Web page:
• Feb 6, 1917
    (b.) - ?

Bio/Description

A pioneer in the computer industry, he is credited with a number of breakthroughs during his professional career, among them early guidance systems and computer circuit designs, and the development of the first business computer, called the Bizmac for the Army Ordnance Command. In March of 1957, the BIZMAC computer was demonstrated publicly for the first time, its operators using it to predict batting averages for the 1957 baseball season. He cites as his greatest contribution the first computer-controlled “point of sale” cash register. Born in Cincinnati to Shmuel and Rebecca, his parents were both born in Ukraine and immigrated to the United States in the first decade of the 1900s, but they met and married in Cincinnati. At 15, he became a ham radio operator, building his own transmitter, a skill that proved fortuitous when he enlisted in the U.S. Army Signal Corps in January 1942, one month after the Japanese attack on Pearl Harbor. Four months later, he went overseas to the China-Burma-India Theater of Operations, transferred to the Air Corps and trained as a radio-gunner for a B-25 bomber squadron. His skills on the ground, however (including the design of new airplane antennas); were so outstanding that he was promoted to squadron communications chief, though he flew two missions as a volunteer replacement radio operator/gunner. He was awarded a Bronze Star for his work in improving the capabilities and efficiency of communications. After an honorable discharge, he graduated from the University of Cincinnati with a B.S. degree in Electrical Engineering. He joined RCA Advanced Development Department in 1949 where he did early work on servo and guidance systems. When RCA entered the computer field he shifted his interests to that emerging technology, doing early circuit design on various techniques for implementing computer logic. Moving into systems design, he was responsible for the design of a tape-to-tape data sorter, and then responsible for defining methods of controlling the “accuracy” of all systems in the Bizmac complex. He designed and patented the first electronic library system, which was implemented as an interrogation system for searching for data stored on an array of magnetic tapes. Promoted to Manager of Advanced Product Development he was given the responsibility to define, specify and manage the design of a “Point of Sales” System. The system involved the design of a central processing computer called Recorder Central with ten satellites, specially designed point of sale “cash registers”. All data was error checked by feedback data verification. The system had all the capabilities of today’s point of sale systems, including price look up on a large drum storage unit, calculating sales transactions including sales tax, discounts, and credit verification. Over the years, he also worked for General Electric, IBM and Scientific Data Systems. He officially retired at 75, but continues as a consultant to the Shoah Institute and as a Director of the startup Land Drone Co. In 2012 he received the inaugural Inspiration Award of the USC Shoah Foundation Institute, a nonprofit organization established to record testimonies in video format of survivors and other witnesses of the Holocaust.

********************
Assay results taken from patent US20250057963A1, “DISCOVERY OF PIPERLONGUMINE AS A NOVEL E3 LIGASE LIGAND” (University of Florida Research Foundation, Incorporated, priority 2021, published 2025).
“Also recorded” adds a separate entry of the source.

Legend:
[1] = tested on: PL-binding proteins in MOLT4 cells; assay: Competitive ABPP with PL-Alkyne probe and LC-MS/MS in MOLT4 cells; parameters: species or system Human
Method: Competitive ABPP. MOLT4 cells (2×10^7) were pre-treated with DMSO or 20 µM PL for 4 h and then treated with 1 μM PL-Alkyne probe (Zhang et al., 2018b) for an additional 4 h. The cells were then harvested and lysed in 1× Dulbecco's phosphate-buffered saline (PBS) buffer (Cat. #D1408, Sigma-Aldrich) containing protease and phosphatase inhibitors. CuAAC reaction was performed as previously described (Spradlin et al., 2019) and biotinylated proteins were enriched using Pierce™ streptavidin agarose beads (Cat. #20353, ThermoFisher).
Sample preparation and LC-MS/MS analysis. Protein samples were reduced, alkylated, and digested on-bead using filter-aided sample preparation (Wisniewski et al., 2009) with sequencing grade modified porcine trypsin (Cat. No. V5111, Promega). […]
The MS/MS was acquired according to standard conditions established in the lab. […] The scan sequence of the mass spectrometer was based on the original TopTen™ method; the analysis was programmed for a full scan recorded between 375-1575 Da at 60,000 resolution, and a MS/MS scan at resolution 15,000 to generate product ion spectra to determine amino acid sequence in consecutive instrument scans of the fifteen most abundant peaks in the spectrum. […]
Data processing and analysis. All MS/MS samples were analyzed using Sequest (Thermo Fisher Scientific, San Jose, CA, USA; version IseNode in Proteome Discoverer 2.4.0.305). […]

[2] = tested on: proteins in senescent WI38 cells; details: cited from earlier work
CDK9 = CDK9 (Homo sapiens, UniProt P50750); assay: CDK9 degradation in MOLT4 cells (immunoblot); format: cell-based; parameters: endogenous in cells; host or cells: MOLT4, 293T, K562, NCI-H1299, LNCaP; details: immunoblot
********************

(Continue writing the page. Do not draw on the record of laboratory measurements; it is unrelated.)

• Date of Birth:

    Feb 6, 1917
  • Gender:

    Male
  • Noted For:

    Inventor of the first computer-controlled point of sale cash register
  • Category of Achievement:

  • More Info: